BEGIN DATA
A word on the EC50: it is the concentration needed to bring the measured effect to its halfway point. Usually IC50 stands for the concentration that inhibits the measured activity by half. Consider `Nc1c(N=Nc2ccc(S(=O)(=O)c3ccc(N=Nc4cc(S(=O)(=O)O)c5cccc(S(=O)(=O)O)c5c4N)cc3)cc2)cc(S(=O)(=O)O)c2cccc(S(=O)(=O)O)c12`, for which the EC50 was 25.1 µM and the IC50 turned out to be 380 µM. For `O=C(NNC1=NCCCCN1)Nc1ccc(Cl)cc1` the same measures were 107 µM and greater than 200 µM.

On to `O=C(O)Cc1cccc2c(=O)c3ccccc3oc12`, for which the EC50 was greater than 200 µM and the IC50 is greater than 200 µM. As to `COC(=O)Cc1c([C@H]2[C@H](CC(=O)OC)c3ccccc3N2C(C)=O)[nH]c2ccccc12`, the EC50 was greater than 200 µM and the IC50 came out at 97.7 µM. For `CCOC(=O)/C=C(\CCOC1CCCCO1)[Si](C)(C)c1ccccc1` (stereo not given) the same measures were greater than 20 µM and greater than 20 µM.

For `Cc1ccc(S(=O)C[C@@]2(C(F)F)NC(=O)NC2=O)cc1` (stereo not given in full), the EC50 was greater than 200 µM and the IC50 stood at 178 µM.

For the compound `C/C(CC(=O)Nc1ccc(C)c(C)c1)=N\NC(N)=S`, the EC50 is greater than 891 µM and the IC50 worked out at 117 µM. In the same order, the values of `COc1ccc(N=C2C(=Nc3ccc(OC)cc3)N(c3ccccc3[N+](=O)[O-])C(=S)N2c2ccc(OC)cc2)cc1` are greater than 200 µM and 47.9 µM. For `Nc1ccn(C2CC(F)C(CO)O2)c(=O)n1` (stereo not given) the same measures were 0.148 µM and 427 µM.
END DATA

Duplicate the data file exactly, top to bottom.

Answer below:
A word on the EC50: it is the concentration needed to bring the measured effect to its halfway point. Usually IC50 stands for the concentration that inhibits the measured activity by half. Consider `Nc1c(N=Nc2ccc(S(=O)(=O)c3ccc(N=Nc4cc(S(=O)(=O)O)c5cccc(S(=O)(=O)O)c5c4N)cc3)cc2)cc(S(=O)(=O)O)c2cccc(S(=O)(=O)O)c12`, for which the EC50 was 25.1 µM and the IC50 turned out to be 380 µM. For `O=C(NNC1=NCCCCN1)Nc1ccc(Cl)cc1` the same measures were 107 µM and greater than 200 µM.

On to `O=C(O)Cc1cccc2c(=O)c3ccccc3oc12`, for which the EC50 was greater than 200 µM and the IC50 is greater than 200 µM. As to `COC(=O)Cc1c([C@H]2[C@H](CC(=O)OC)c3ccccc3N2C(C)=O)[nH]c2ccccc12`, the EC50 was greater than 200 µM and the IC50 came out at 97.7 µM. For `CCOC(=O)/C=C(\CCOC1CCCCO1)[Si](C)(C)c1ccccc1` (stereo not given) the same measures were greater than 20 µM and greater than 20 µM.

For `Cc1ccc(S(=O)C[C@@]2(C(F)F)NC(=O)NC2=O)cc1` (stereo not given in full), the EC50 was greater than 200 µM and the IC50 stood at 178 µM.

For the compound `C/C(CC(=O)Nc1ccc(C)c(C)c1)=N\NC(N)=S`, the EC50 is greater than 891 µM and the IC50 worked out at 117 µM. In the same order, the values of `COc1ccc(N=C2C(=Nc3ccc(OC)cc3)N(c3ccccc3[N+](=O)[O-])C(=S)N2c2ccc(OC)cc2)cc1` are greater than 200 µM and 47.9 µM. For `Nc1ccn(C2CC(F)C(CO)O2)c(=O)n1` (stereo not given) the same measures were 0.148 µM and 427 µM.